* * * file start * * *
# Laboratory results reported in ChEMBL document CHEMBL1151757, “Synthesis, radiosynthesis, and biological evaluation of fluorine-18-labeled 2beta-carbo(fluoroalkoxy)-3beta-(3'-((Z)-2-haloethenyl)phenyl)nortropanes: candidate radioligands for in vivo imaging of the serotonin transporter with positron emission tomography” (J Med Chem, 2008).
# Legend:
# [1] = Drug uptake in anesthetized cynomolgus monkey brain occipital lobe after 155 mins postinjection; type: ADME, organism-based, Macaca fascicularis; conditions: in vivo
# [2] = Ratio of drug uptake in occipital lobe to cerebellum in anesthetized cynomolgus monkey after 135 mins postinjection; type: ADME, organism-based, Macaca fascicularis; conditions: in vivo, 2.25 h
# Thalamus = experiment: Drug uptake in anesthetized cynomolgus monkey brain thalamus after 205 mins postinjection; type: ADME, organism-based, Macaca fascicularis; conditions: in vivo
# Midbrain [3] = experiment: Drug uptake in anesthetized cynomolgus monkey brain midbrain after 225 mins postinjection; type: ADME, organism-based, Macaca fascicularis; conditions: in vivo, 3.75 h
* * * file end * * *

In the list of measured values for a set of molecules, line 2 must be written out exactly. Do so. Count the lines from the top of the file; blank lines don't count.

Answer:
# Legend: